This is an excerpt from "Objections answered", a pamphlet written in 1915 by Alice Stone Blackwell, refuting the arguments against women's suffrage (source: http://www.apstudent.com/ushistory/docs1901/suffrge3.htm)
"Women Do Not Want It
Whenever the majority of women ask for suffrage, they will get it.
Every improvement in the condition of women thus far has been secured not by a general demand from the majority of women, but by the arguments, entreaties and "continual coming" of a persistent few. In each case the advocates of progress have had to contend not merely with the conservatism of men, but with the indifference of women, and often with active opposition from some of them.
When a man in Saco, Me., first employed a saleswoman, the men boycotted his store, and the women remonstrated with him on the sin of placing a young woman in a position of such "publicity." When Lucy. Stone began to try to secure for married women the right to their own property, women asked with scorn, "Do you think I would give myself where I would not give my property?" When Elizabeth Blackwell began to study medicine, women at her boarding house refused to speak to her, and women passing her on the street held their skirts aside. It is a matter of history with what ridicule and opposition Mary Lyon's first efforts for the higher education of women were received, not only by the mass of men, but by the mass of women as well.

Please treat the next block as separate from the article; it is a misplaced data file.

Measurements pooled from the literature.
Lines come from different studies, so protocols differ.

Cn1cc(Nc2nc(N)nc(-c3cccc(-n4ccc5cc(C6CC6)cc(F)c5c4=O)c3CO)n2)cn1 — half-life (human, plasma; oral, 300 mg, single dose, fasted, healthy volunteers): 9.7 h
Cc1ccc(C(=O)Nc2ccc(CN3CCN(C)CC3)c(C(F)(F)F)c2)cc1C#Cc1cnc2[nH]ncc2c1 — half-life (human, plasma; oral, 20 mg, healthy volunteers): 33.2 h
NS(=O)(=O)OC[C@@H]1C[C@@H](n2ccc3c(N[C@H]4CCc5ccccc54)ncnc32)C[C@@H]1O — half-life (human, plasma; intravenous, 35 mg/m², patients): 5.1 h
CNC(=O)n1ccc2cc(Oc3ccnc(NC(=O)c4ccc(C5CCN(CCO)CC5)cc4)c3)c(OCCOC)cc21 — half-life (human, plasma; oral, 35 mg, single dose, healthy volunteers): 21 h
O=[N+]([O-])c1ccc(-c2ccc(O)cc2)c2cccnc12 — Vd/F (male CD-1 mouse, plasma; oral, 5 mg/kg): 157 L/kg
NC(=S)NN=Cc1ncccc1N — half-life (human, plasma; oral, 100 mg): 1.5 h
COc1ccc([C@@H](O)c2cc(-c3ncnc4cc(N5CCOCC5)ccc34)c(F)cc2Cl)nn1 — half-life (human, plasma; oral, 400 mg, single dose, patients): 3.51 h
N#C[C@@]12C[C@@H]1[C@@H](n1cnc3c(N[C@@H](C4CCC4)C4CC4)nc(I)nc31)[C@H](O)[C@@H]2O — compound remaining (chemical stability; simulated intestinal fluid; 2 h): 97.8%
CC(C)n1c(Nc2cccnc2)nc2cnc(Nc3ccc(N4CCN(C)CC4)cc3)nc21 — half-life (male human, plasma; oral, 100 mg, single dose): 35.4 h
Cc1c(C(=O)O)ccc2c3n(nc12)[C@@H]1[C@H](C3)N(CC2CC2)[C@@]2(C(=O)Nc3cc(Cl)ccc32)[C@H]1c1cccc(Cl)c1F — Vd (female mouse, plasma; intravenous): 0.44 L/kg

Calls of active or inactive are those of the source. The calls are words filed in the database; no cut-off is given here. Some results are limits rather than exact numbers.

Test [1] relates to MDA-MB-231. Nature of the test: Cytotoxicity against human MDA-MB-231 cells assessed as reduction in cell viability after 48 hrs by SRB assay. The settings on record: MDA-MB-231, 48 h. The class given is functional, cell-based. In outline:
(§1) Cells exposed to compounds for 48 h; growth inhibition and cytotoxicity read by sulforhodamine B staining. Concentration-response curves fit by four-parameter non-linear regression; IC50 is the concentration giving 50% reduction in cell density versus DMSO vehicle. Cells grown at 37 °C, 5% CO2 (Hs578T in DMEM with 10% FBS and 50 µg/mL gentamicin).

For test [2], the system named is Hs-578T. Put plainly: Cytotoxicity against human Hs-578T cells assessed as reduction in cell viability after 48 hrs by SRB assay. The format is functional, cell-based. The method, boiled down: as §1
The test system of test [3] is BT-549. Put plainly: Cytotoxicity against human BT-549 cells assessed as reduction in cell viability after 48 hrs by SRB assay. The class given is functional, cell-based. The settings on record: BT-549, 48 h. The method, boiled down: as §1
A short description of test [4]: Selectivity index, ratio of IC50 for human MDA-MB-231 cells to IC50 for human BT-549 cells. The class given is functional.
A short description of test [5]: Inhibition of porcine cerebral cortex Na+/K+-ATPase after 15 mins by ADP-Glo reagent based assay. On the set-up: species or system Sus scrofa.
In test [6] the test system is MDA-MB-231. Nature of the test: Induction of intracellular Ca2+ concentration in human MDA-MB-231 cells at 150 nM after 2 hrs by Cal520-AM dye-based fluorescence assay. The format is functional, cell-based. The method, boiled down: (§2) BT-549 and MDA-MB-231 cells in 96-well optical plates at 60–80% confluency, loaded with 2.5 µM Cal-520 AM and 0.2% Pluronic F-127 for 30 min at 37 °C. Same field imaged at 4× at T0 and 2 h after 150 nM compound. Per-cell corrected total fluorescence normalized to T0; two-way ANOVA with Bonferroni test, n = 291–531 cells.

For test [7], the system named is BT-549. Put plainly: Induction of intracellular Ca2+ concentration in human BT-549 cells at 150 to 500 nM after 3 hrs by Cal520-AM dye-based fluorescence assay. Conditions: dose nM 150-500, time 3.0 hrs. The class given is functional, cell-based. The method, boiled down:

In eastern countries, where women are shut up in zenanas and forbidden to walk the streets unveiled, the women themselves are often the strongest upholders of these traditional restrictions, which they have been taught to think add to their dignity. The Chinese lady is as proud of her small feet as any American anti-suffragist is of her political disabilities. Pundita Ramabai tells us that the idea of education for girls is so unpopular with the majority of Hindoo women that when a progressive Hindoo proposes to educate his little daughter, it is not uncommon for the women of his family to threaten to drown themselves.
All this merely shows that human nature is conservative, and that it is fully as conservative in women as in men. The persons who take a strong interest in any reform are generally few, whether among men or women, and they are habitually regarded with disfavor, even by those whom the proposed reform is to benefit.
Many changes for the better have been made during the last half century in the laws, written and unwritten, relating to women. Everybody approves of these changes now, because they have become accomplished facts. But not one of them would have been made to this day, if it had been necessary to wait till the majority of women asked for it. The change now under discussion is to be judged on its merits. In the light of history, the indifference of most women and the opposition of a few must be taken as a matter of course. It has no more rational significance now than it has had in regard to each previous step of women's progress."
(Women's right to vote in the US was actualised in 1920 by the 19th amendment. 5 years later).
This, in fact, also applies very well to some other matters such as democracy, pluralism, free elections, human rights, freedom of speech, freedom of the press, racial equality, etc.